India rejects Sharif's demand for US intervention on Kashmir

India rejects Sharif's demand for US intervention on Kashmir

Rejecting Pakistan Prime Minister Nawaz Sharif's demand for US intervention in resolving the Kashmir issue, External Affairs Minister Salman Khurshid today said India will not accept this as the matter is a bilateral one agreed to between the two nations.

He expressed concern over repeated ceasefire violations at the Line of Control and hoped these do not result in any more casualties. He, however, rejected suggestions that these have led to a collapse of the truce between the two neighbours.

Khurshid also said that any US economic aid to Pakistan must not be used in a manner that is detrimental to India's security and strategic interests and hoped that Washington will keep that in mind as a "good strategic partner".

"There is no way in which India will accept any intervention on an issue that is entirely accepted in the Simla Agreement as a bilateral issue between India and Pakistan," he told NDTV.

He said Kashmir is an integral part of India and no one should raise a question on that. "It is a waste of time for anybody no matter how eminent to be even trying to question it," he said.

On whether the ceasefire has collapsed, he said, "I don't think that is true. There are many violations. It is a large number of small armed fires. It is unacceptable and certainly counter-productive. But I don't think we can at this point say that ceasefire has collapsed. That would not be a correct assessment of the situation.

On US economic aid to Pakistan, Khurshid said, "I hope this is done keeping India's interests in mind as United States always assures us."

Ahead of his meeting with President Barack Obama, Sharif today sought US intervention in resolving the Kashmir issue.

"Though India did not want such (third party) intervention, but the world powers should get involved to resolve the (Kashmir) issue," he told reporters in London during a stopover while on his way to US wherein he will meet Obama on Wednesday.

"India and Pakistan both were nuclear powers and the region was a nuclear flash point," he said. About Sharif's comments on nuclear weapons, Khurshid said, "This is not new. We should concentrate on the important thing that the elements of dialogue that have been obstructed, that have been undermined and slowed down because of the events that have happened at the Line of Control on the border."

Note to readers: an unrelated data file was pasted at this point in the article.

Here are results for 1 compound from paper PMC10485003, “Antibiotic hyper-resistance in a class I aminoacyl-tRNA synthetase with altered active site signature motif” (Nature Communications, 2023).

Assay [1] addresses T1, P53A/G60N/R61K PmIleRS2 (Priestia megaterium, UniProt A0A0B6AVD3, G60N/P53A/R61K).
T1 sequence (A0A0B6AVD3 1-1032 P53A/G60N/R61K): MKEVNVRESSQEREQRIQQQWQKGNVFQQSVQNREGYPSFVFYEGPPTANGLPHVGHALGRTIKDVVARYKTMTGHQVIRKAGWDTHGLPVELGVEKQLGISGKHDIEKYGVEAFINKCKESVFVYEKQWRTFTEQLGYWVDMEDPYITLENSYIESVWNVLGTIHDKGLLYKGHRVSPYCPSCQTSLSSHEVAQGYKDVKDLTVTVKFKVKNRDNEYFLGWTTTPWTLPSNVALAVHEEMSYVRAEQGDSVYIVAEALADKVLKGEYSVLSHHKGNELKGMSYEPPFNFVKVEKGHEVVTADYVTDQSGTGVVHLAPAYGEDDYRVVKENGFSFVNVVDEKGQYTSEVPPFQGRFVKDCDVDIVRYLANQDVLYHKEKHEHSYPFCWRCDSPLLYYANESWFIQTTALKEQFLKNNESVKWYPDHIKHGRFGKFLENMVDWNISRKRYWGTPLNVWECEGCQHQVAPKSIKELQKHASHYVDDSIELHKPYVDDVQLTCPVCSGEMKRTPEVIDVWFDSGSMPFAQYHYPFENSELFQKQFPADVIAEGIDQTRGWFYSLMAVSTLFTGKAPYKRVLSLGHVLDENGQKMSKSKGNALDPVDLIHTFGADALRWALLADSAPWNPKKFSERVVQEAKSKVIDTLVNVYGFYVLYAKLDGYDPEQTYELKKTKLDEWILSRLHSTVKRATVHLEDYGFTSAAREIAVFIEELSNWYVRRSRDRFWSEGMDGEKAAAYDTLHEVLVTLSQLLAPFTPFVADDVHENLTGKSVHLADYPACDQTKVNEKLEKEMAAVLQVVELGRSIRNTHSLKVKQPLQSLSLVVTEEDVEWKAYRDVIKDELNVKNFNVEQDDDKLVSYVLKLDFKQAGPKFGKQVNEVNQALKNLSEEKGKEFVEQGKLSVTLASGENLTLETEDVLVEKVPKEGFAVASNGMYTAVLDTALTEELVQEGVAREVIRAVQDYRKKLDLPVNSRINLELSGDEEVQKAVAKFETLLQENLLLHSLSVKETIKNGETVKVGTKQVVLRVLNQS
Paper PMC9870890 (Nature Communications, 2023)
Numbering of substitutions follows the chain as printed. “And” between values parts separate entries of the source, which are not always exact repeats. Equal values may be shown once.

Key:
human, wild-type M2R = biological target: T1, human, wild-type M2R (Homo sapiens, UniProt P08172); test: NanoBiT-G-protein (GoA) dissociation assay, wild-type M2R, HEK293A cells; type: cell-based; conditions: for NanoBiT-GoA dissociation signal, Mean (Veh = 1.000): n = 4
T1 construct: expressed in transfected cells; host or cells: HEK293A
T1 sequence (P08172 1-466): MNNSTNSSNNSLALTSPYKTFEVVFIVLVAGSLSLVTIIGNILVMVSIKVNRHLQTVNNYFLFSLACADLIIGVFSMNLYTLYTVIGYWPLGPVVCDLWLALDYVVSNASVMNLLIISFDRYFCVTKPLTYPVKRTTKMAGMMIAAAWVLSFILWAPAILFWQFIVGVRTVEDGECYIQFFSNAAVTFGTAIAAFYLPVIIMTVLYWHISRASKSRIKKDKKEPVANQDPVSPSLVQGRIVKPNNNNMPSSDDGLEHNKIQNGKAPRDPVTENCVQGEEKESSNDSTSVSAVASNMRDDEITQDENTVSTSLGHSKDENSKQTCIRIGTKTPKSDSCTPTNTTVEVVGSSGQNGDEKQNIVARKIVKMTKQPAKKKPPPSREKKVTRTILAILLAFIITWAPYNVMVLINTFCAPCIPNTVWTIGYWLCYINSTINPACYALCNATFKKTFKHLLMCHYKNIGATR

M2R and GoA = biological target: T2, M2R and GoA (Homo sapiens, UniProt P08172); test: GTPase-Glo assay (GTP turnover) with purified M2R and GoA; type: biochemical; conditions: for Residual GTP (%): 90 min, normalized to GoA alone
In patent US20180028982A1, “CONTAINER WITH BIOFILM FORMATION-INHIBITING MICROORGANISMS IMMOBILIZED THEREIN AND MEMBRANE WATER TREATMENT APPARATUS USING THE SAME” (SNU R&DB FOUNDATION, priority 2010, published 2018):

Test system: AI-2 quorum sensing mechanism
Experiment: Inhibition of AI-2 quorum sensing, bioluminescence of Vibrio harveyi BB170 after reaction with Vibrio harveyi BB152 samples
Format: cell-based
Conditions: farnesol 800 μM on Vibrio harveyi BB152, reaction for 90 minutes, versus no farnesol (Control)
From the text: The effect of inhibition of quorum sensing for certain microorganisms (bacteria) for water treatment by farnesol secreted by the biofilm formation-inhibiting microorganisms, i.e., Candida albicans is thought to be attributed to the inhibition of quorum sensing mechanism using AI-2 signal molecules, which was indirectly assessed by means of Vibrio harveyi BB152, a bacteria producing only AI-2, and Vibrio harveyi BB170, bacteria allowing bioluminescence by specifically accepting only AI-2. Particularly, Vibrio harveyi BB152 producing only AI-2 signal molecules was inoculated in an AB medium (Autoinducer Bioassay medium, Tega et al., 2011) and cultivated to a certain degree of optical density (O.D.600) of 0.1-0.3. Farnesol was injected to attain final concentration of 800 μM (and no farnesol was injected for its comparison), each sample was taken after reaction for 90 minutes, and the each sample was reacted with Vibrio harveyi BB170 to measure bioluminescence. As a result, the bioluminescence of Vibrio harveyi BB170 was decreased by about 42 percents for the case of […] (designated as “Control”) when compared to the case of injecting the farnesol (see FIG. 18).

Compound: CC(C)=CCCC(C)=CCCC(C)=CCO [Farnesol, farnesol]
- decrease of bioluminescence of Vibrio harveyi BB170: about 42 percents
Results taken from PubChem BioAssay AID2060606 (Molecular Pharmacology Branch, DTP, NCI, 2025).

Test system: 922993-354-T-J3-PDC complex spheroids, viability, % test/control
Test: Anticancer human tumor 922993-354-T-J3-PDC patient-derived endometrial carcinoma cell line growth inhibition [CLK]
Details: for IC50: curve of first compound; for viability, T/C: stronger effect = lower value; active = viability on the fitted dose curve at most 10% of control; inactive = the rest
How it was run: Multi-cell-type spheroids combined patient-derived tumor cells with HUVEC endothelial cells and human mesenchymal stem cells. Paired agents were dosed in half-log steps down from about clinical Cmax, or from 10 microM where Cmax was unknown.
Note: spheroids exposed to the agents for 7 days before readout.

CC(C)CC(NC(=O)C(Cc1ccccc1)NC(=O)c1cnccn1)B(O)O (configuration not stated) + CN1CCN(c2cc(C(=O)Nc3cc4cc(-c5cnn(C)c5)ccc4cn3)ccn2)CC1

Sharif said for the last 60 years both sides were entangled in an arms race. "The situation can become dangerous. India has nuclear bomb, so do we; India develops missiles, so do we. There should be a limit to it. We all should think about it," he was quoted as saying.

According to Khurshid, the important thing was to ensure peace and tranquility and complete compliance of the ceasefire of 2003, to which Pakistan had willingly agreed.

On the repeated ceasefire violations, he said, "It is of course a problem and we need to take it more seriously. But the Army is well prepared. This is an area that is best left to the Army.
"Of course, it is an upsetting inconvenience. I think we will be able to handle it. As long as we have no casualties, the violations remain an irritant. The casualties add to the tragedy and the pathos and I hope that we will not see any more casualties."

On the straining of relations with China on issue of stapled visas, Khurshid said India does not accept stapled visas.

"We don't accept stapled visas. We certainly don't accept anyone assuming or saying or establishing a case that parts of Indian territory actually belongs to them... China or any other country," he said.

The Minister said the Indian perception is totally different from that of China on this issue, but added "the issue of Arunachal Pradesh needs to be addressed before the larger issue of bilateral visa regime."

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